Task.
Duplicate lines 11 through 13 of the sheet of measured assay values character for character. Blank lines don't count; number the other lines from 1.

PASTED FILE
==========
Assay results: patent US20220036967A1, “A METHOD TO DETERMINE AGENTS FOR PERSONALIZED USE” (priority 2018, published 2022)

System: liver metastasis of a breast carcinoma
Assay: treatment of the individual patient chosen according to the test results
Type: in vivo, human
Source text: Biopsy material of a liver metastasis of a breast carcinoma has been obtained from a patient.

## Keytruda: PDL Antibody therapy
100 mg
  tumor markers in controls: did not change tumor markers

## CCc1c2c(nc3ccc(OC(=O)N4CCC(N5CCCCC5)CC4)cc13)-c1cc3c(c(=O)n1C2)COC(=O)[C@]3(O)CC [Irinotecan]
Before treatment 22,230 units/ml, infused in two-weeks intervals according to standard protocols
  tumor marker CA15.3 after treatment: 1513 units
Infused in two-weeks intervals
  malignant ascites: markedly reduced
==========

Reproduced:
  tumor marker CA15.3 after treatment: 1513 units
Infused in two-weeks intervals
  malignant ascites: markedly reduced